Pocket Tunes is included on the device for MP3 digital audio and music playback. Owners will have an option to upgrade to Pocket Tunes Deluxe for WMA/PlaysForSure support to subscribe to online digital music stores. Pocket Tunes works well and has robust support for playlists, background play and sorting through artists and tracks on SD cards. The 680 also has some of the nice streaming media features that debuted on the 700p. Both video and audio streaming over the Internet is now built in. You can access many common live radio and video streams. For instance, you can navigate to npr.com in the web browser and click on the 'live audio link' the media player will launch and start streaming NPR's live radio feed to the Treo. You can also visit a some movie preview websites such as Netflix.com and watch the streaming movie trailers.
Documents to Go v8.003 is included for office support. Docs to Go supports creating and editing native Microsoft Word, Excel and Powerpoint files. v8 also includes PDF to Go, which is a native Adobe PDF viewer. You can view and edit office files received from email attachments, stored on SD or beamed and transfered to the device. Docs to Go also comes with a hotsync client that can keep your documents in sync with your desktop.
Versamail v3.52 is included as the default email client, and has been renamed to simply "Email." It supports POP, IMAP and Microsoft Exchange accounts. The program also has preset support for Gmail, Yahoo Mail, .Mac, AOL email and others. For Enterprise users whose organizations run Microsoft Exchange Server 2003, the Treo 680 has built in Exchange Server ActiveSync that will directly import and enable corporate email, calendar and contact synchronization. Versamail is a fairly good email program, and if you are looking for push email options or other clients there is a wide selection of alternatives available.
One the desktop side of things, Palm includes their Quick Install program for Windows. Quick Install simplifies installing Palm OS programs and converting documents and photos. Users can drag zip files, prc application files, photos, videos and even MS office files into the app and it will preform the necessary conversion and install the the files on the next hotsync. The software CD includes the Palm Desktop v4.2 for Windows XP/2000 and Mac OS X (10.2 and above) as well as the palmOne Outlook Conduit.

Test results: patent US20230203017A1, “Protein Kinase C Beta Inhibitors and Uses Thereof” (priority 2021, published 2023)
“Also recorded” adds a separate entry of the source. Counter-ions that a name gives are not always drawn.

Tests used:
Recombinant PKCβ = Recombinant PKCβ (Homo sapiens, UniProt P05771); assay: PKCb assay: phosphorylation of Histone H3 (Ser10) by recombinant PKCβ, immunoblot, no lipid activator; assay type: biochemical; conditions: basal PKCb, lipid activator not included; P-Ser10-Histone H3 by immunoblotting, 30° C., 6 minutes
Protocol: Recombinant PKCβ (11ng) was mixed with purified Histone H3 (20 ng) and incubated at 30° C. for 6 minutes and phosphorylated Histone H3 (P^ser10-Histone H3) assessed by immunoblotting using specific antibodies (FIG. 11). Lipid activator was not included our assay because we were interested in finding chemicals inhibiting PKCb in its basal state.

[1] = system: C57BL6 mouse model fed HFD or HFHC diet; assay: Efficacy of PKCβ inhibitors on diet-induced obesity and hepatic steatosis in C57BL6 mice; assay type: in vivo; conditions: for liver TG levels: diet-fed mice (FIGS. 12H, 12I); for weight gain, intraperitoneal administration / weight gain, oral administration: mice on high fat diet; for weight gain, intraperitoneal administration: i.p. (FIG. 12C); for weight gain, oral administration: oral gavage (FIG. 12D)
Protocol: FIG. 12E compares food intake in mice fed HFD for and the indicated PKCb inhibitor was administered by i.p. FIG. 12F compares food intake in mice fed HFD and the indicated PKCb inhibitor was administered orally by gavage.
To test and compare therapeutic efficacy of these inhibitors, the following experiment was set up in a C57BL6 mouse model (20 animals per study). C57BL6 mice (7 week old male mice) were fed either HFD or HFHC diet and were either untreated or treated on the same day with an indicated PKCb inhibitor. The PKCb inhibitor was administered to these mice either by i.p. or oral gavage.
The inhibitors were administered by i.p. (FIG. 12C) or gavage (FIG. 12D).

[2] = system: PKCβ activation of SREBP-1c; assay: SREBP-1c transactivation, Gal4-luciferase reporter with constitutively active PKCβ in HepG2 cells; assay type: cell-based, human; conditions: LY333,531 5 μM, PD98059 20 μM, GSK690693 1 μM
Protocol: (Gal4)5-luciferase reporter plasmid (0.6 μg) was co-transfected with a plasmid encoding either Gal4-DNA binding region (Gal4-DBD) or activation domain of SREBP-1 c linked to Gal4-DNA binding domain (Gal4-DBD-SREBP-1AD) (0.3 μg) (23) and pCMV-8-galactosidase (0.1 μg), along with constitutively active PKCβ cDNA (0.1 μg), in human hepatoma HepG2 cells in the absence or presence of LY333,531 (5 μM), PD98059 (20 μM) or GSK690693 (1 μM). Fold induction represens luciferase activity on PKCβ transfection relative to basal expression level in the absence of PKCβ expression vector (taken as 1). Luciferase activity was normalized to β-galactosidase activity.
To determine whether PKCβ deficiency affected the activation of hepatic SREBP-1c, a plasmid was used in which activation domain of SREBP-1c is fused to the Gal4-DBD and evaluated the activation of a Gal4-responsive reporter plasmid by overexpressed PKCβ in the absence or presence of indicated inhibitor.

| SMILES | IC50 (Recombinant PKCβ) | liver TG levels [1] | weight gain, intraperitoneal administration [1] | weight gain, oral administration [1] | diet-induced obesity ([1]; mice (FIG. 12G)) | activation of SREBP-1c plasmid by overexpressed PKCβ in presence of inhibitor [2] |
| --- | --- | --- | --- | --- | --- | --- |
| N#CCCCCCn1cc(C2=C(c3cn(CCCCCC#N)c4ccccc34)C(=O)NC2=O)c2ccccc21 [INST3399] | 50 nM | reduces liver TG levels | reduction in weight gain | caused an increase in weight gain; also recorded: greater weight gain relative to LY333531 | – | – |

Don't forget, there are thousands of commercial, freeware and open source applications, games and utilities available for the Palm OS platform that you can download and install to your device in addition to what is built-in. There is a active developer community that creates some very handy treo specific programs and utilities that can enhance your device.
A unique new service that comes with the 680 is that Cingular and Palm will offer free telephone customer help desk support for 90 days after purchase. This is meant to help new customers get setup smoothly and answer questions. They will help users do anything from setting up email to customizing ringtones.
Treo 680 brings a much needed slimmer look and feel to the Treo line at a very nice price point. While still not the flashiest or thinnest smartphone out there, the Treo 680 still demonstrates why the Treo leads with its ease of use, large software library and powerful functionality. To trim the size a significant battery life compromise had to be made which may be a deal breaker for some. However the lighter load on your wallet and pocket make up for keeping a spare battery close at hand. Technical nitpicking aside, the Treo 680 is a very powerful smartphone that is a very capable and easy to use.
The unlocked Treo 680 is available in four colors exclusively from Palm.com for $399 USD. It is available from Cingular for as low at $199. The $199 price applies after a two year contract agreement and a unlimited data plan. It will also be available for $279 with a one year agreement and $449 with no contract commitment.